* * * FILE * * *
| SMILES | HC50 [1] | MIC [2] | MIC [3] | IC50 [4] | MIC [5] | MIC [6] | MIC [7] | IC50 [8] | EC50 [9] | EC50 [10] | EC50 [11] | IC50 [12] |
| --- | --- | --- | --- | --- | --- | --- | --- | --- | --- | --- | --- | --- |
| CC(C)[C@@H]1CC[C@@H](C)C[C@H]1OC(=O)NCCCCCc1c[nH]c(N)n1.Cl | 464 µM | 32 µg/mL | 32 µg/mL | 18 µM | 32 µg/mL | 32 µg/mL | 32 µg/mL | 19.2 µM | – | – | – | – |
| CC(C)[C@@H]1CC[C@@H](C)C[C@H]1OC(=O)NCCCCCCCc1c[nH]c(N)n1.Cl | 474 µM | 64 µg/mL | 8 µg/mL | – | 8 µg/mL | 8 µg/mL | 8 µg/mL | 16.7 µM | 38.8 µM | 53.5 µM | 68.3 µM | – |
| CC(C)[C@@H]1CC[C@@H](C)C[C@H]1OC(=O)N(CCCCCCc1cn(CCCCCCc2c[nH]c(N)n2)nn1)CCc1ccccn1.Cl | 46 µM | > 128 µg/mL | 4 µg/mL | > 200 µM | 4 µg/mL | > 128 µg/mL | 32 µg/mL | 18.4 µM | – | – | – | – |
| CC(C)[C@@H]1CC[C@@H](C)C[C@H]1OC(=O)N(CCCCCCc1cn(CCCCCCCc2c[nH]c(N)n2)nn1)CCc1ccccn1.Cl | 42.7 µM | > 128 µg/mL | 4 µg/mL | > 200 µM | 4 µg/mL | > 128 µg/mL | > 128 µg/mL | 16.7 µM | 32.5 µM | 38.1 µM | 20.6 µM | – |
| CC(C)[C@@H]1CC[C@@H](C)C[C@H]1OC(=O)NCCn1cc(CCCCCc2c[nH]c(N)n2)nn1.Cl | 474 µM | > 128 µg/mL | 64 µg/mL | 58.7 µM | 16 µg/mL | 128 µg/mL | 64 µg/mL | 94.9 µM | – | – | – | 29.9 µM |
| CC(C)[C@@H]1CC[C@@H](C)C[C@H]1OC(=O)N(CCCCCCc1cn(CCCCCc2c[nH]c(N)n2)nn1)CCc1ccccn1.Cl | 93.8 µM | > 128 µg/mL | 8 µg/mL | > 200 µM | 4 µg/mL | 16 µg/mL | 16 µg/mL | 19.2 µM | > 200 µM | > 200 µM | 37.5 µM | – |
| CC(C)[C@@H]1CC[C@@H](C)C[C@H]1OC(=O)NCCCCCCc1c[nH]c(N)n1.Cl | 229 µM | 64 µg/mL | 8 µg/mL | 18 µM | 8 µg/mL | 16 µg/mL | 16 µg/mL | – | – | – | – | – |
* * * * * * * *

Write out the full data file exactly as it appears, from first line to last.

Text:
| SMILES | HC50 [1] | MIC [2] | MIC [3] | IC50 [4] | MIC [5] | MIC [6] | MIC [7] | IC50 [8] | EC50 [9] | EC50 [10] | EC50 [11] | IC50 [12] |
| --- | --- | --- | --- | --- | --- | --- | --- | --- | --- | --- | --- | --- |
| CC(C)[C@@H]1CC[C@@H](C)C[C@H]1OC(=O)NCCCCCc1c[nH]c(N)n1.Cl | 464 µM | 32 µg/mL | 32 µg/mL | 18 µM | 32 µg/mL | 32 µg/mL | 32 µg/mL | 19.2 µM | – | – | – | – |
| CC(C)[C@@H]1CC[C@@H](C)C[C@H]1OC(=O)NCCCCCCCc1c[nH]c(N)n1.Cl | 474 µM | 64 µg/mL | 8 µg/mL | – | 8 µg/mL | 8 µg/mL | 8 µg/mL | 16.7 µM | 38.8 µM | 53.5 µM | 68.3 µM | – |
| CC(C)[C@@H]1CC[C@@H](C)C[C@H]1OC(=O)N(CCCCCCc1cn(CCCCCCc2c[nH]c(N)n2)nn1)CCc1ccccn1.Cl | 46 µM | > 128 µg/mL | 4 µg/mL | > 200 µM | 4 µg/mL | > 128 µg/mL | 32 µg/mL | 18.4 µM | – | – | – | – |
| CC(C)[C@@H]1CC[C@@H](C)C[C@H]1OC(=O)N(CCCCCCc1cn(CCCCCCCc2c[nH]c(N)n2)nn1)CCc1ccccn1.Cl | 42.7 µM | > 128 µg/mL | 4 µg/mL | > 200 µM | 4 µg/mL | > 128 µg/mL | > 128 µg/mL | 16.7 µM | 32.5 µM | 38.1 µM | 20.6 µM | – |
| CC(C)[C@@H]1CC[C@@H](C)C[C@H]1OC(=O)NCCn1cc(CCCCCc2c[nH]c(N)n2)nn1.Cl | 474 µM | > 128 µg/mL | 64 µg/mL | 58.7 µM | 16 µg/mL | 128 µg/mL | 64 µg/mL | 94.9 µM | – | – | – | 29.9 µM |
| CC(C)[C@@H]1CC[C@@H](C)C[C@H]1OC(=O)N(CCCCCCc1cn(CCCCCc2c[nH]c(N)n2)nn1)CCc1ccccn1.Cl | 93.8 µM | > 128 µg/mL | 8 µg/mL | > 200 µM | 4 µg/mL | 16 µg/mL | 16 µg/mL | 19.2 µM | > 200 µM | > 200 µM | 37.5 µM | – |
| CC(C)[C@@H]1CC[C@@H](C)C[C@H]1OC(=O)NCCCCCCc1c[nH]c(N)n1.Cl | 229 µM | 64 µg/mL | 8 µg/mL | 18 µM | 8 µg/mL | 16 µg/mL | 16 µg/mL | – | – | – | – | – |